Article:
Tying the edge of the crochet and connecting it with parts of fabric or leather.
The proposed method of tying the edge with a hook and connecting it with cloth or leather parts can be called "the most elegant solution for this operation" (according to the French encyclopedia of knitting). Unfortunately, magazines and books on needlework pay much attention to such "trifles", although from them the appearance of the work depends not less than on the ability of the needlewoman to handle the hook and spokes.
To some, this combination of a crocheted stitch with crochet may seem unnecessary complication. In the literature on knitting, a different method is much more popular: at the edge of the skin shred, holes are pierced at regular intervals, into which the hook is inserted after tying the edge. When working with a cloth, it is usually advised to combine binding the edge with piercing the holes. It would seem that if everything is so simple, then why are there so few works in the patchwork technique performed in this way? Based on my "hand-made observations," I can answer this: firstly, not every fabric or skin can withstand such frequent piercing along the edge; secondly, to avoid thickening of the edge with this method of tying, only a master of the extra class will be able to.
About how long the tambour stitch is used as a very affordable and externally effective way to decorate the work of leather, felt or fabric was told here . It was much later to combine it with crochet, but this did not prevent the recognition of "this union" as one of the most successful ways of connecting parts from cloth and leather.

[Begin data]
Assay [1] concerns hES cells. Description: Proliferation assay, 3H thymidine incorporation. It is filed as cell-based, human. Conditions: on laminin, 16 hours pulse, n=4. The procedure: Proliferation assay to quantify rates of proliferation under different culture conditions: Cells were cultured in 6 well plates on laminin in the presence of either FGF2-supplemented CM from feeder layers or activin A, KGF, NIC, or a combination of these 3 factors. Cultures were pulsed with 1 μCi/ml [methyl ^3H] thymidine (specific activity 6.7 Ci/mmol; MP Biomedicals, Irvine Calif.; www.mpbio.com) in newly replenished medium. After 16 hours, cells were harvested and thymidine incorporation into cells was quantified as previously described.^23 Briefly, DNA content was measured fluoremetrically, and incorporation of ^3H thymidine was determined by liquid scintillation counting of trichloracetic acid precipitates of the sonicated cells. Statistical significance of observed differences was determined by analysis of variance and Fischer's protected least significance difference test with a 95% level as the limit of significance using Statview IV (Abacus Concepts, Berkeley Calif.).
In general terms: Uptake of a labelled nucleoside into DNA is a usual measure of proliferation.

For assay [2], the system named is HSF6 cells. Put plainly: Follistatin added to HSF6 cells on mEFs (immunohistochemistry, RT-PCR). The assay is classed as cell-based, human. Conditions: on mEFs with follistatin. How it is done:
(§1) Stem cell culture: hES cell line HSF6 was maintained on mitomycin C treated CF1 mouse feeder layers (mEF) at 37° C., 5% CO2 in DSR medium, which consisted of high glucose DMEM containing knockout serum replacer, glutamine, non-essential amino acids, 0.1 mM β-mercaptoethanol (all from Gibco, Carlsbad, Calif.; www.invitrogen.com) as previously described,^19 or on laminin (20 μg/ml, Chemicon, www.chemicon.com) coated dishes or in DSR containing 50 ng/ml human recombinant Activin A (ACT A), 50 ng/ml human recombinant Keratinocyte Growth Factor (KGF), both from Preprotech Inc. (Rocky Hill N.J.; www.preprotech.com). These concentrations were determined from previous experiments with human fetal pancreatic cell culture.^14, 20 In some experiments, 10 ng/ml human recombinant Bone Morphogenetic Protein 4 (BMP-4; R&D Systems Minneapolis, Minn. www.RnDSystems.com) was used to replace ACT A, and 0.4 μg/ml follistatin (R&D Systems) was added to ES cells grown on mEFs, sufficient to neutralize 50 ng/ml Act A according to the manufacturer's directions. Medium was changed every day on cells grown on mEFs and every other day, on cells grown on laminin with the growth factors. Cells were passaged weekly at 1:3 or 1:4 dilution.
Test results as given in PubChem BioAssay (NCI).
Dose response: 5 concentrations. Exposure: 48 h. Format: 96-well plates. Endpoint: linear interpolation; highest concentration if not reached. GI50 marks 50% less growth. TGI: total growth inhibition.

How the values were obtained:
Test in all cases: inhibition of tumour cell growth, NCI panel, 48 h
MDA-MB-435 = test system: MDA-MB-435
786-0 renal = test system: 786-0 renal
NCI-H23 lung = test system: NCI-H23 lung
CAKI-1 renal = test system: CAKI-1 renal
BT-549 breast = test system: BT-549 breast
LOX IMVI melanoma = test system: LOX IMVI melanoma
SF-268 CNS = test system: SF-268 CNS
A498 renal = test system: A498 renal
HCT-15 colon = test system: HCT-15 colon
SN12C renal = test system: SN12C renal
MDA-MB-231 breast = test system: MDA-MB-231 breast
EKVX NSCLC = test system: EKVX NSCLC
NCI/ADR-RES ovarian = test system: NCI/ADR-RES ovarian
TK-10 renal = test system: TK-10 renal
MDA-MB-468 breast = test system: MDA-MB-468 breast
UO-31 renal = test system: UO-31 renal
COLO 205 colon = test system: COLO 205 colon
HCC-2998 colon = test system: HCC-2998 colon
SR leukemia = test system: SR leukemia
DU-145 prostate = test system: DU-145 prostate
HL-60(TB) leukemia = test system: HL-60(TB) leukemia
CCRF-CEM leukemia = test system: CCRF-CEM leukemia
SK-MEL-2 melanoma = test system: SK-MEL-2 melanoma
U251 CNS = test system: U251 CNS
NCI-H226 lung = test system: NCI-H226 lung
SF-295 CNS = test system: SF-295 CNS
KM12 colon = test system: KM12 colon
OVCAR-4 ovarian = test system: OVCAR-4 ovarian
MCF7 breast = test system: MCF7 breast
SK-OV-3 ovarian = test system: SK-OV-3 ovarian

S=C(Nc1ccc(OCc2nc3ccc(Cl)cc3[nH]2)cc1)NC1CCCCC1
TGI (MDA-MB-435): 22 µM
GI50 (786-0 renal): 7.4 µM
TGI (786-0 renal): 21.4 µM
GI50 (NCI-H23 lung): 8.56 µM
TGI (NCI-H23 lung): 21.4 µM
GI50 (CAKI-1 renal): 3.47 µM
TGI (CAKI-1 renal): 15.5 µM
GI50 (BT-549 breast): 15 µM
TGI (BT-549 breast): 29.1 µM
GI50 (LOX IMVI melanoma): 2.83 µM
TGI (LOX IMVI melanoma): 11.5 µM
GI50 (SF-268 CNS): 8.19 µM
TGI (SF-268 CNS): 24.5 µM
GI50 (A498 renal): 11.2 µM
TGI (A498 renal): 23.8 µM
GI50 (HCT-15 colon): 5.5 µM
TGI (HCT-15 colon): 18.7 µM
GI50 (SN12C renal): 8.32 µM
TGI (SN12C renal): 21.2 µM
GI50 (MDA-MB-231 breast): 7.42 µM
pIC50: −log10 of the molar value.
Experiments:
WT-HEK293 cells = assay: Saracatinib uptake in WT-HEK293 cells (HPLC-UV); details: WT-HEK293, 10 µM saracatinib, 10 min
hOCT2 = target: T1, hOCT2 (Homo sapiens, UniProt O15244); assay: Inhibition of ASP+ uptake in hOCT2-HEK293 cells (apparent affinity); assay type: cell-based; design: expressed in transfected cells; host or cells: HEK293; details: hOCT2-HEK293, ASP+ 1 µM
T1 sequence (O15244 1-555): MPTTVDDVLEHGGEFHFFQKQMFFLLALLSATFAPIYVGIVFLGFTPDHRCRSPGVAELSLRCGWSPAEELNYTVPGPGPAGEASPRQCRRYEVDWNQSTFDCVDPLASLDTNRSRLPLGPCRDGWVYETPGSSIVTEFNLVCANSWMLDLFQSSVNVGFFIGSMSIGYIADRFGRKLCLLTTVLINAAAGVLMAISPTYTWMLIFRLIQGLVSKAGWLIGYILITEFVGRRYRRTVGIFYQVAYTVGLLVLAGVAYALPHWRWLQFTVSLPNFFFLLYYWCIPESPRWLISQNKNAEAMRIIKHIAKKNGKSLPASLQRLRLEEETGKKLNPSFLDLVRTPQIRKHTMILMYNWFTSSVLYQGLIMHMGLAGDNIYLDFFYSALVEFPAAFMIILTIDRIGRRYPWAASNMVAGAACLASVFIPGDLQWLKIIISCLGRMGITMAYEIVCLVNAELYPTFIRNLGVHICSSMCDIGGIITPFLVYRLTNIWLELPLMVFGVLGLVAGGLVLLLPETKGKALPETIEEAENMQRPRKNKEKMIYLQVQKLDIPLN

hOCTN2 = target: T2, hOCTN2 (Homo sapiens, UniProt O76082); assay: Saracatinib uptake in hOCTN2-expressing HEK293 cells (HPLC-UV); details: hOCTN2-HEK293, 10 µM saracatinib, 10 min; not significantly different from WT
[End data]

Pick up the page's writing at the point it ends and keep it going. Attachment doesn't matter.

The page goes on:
It is absolutely not necessary to perform a stitch seam by hand, the benefit of most sewing machines for more than two decades have taught to perform its imitation, which makes it much easier to work with tens or even hundreds of parts of a big thing in the design.
The photographs on the left show two variants of tying: on the very edge and with a slight deviation from it. The first option is advised to use only for those tissues or skin types, in the strength and nonshatterability of the edges of which there is a strong certainty, with the slightest doubt it is better to use the second option.
For the stitch seam, you choose strong cotton or synthetic threads, the thickness of which should be noticeably less than those chosen for knitting.
For work any of the strength and density of the fabric is suitable: from air organza to thick felt. Very expressive is a combination of multi-colored scraps and monophonic yarns. Look wonderful and made in patchwork technology the proposed way of working from the skin.